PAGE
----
Categories: RSAF

How does the RSAF train their pilots?


To being your career in the RSAF, you simply need to put in your application. The RSAF receives thousands of applications every year. So to stand out from the rest of the applicants, you must have shown interest in aviation, either through your participation in Singapore Youth Flying Club or related activities.

RSAF Training

For most, training starts after Basic Military Training. BMT. As a prerequisite, the individual must meet the minimum requirements for OCS before being accepted into Pilot Training. Trainees will be sent to Air Force Training Command (AFTC) where the trainee will be put through a preparation ground school for Air Grading.

Air Grading

Air Grading, as the name suggests, is more like a selection process than a training programme. Air Grading will be done in Tamworth, Australia. The RSAF leases the CT4B from the RAAF at Tamworth and operates a small training school with about 10 permanent staff. During Air Grading, RSAF trainees are put through 15 sorties to determine the aptitude of the trainee. Historically, at least 50% of the trainees drop out at this stage and many before the completion of the 15 sorties. Typically it will take 1 month to complete the 15 sorties.


After completing and passing Air Grading, the trainees will be sent to Officer Cadet School where they undergo the Common Leadership Module (CLM) and after that the Air Force Service Term (AFST). This training phase is entirely residential, and you learn crappy things like jungle warfare, etc. OCS Phase typically lasting 9 weeks,

BWC & Ground School

After OCS, the trainees return to AFTC for their ground school for Basic Wing Course (BWC). After 3 months in ground school where they learn basic aviation topics like aerodynamics, meteorology, airframe/engine, instruments, navigation, they are sent to Pearce Air Force Base, Perth, Australia, for the BWC. BWC lasts about 9–12 months. At BWC, trainees are trained to fly in state of the art PC-21 turboprop trainer. These planes are operated and owned by the RSAF, and the instructors are also RSAF pilots who are sent there as permanent staff. At the end of the BWC, trainees are streamed to Fighters, Rotary or Transport.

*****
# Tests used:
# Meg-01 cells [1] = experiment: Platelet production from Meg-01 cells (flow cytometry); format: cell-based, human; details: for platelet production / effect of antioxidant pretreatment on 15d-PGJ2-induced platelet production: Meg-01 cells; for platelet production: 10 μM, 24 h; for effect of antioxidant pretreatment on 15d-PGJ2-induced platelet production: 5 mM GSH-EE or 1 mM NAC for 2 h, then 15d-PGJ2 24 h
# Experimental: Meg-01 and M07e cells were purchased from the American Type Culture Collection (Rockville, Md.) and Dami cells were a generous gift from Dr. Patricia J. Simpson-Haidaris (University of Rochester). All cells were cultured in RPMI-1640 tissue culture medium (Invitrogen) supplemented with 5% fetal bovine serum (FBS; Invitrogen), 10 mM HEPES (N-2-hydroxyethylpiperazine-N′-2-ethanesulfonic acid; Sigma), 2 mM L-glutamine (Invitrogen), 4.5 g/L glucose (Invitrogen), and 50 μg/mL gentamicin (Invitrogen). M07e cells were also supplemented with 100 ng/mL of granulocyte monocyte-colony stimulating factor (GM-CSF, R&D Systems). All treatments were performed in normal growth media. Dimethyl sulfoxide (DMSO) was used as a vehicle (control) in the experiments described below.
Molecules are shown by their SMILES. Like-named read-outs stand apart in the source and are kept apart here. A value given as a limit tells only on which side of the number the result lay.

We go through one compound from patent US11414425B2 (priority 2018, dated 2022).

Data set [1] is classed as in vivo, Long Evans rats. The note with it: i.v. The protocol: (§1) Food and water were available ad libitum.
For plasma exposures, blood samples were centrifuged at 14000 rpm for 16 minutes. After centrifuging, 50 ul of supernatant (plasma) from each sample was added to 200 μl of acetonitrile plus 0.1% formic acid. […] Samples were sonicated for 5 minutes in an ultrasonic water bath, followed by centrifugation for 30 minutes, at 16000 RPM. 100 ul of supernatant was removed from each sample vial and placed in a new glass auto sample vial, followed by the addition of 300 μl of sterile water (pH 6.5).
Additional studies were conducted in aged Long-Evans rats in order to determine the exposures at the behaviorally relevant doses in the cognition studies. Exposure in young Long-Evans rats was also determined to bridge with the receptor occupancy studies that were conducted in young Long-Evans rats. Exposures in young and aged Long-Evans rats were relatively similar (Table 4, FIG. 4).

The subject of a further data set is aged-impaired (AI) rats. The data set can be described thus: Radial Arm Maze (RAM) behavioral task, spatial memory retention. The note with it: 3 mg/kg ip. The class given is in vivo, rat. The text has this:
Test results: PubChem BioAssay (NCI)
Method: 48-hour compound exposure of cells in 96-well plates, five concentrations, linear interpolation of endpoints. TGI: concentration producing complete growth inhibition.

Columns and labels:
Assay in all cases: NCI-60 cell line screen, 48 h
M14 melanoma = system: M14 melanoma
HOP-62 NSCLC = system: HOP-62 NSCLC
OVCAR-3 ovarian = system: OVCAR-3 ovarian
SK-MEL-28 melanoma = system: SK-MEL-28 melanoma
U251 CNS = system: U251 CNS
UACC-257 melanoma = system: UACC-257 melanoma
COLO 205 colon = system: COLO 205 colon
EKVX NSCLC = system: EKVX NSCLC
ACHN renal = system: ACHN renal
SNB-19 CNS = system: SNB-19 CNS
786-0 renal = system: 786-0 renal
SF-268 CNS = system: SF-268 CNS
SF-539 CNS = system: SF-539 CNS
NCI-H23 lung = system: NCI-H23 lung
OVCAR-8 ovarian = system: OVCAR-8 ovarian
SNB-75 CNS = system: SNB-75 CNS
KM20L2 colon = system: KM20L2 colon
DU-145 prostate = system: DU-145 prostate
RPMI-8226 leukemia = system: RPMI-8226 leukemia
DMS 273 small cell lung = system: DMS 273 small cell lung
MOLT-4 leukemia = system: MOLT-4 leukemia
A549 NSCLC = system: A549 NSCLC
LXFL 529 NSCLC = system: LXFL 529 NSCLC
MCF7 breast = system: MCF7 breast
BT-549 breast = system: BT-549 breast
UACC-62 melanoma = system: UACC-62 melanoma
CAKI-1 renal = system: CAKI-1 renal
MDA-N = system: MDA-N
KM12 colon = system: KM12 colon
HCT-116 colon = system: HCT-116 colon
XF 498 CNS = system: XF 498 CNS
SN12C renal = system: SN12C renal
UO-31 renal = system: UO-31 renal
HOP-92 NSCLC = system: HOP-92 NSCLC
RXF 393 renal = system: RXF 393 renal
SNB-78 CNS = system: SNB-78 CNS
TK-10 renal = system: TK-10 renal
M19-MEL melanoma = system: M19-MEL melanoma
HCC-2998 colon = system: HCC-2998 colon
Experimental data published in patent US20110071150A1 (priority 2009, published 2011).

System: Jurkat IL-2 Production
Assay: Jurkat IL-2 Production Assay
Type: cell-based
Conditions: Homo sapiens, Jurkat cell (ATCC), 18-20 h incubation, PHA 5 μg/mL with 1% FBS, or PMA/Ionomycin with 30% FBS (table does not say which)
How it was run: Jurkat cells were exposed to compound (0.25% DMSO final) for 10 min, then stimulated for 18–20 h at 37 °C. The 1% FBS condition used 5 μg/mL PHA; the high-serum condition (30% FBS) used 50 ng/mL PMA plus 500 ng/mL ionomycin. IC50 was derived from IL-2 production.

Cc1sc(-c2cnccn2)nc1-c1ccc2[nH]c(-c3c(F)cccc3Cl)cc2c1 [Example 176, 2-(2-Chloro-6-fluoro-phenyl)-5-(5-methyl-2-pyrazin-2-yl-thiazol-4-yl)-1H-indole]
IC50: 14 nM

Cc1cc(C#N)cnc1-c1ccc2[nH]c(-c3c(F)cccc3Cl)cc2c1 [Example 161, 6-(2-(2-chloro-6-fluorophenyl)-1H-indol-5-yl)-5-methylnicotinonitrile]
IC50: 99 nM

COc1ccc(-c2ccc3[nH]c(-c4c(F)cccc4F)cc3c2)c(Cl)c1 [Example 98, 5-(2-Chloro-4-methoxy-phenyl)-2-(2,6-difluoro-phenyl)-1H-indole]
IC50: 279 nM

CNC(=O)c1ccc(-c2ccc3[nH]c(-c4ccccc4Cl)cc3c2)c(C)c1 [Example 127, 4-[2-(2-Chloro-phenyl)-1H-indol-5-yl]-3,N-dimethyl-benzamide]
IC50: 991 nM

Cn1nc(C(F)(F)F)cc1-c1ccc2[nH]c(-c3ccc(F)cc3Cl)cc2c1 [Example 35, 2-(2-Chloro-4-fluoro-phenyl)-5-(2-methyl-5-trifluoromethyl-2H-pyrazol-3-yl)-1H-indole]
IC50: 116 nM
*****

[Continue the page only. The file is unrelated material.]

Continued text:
Fighter trainees are generally sent to France where the RSAF’s 150 Squadron is located at. 150 Squadron operates the M346 jet trainer. This is where trainees are taught the basics of being a fighter pilot. Instead of being streamed to 150 Squadron, fighter trainees are also occasionally streamed to NFTC, Canada or SUPT, United States of America, for training. This is usually based on training slot availability. Fighter training generally takes 9 months to 1 year to complete.

Rotary (Helicopter)


Rotary trainees are sent for training in Singapore where they fly the EC-120. The EC-120 is operated by the RSAF and maintained by ST Aerospace in a private-government partnership. Generally, takes 6 months.


Transport trainees are also trained in Singapore. Training is partially outsourced to ST Aerospace. Transport training generally takes 6 months.


After completion of the Fighter, Rotary or transport training, the trainees finally achieve their wings. From BMT to getting their wings, Fighter pilots take about 2 years to 2.5 years, while Rotary and Transport trainees take about 1.75 years to 2 years.

RSAF training bond

It is after getting their wings that all RSAF pilots are obliged to complete a 10-year training bond with the RSAF. I mean, expensive pilot training can’t come for free, right?

Operational Training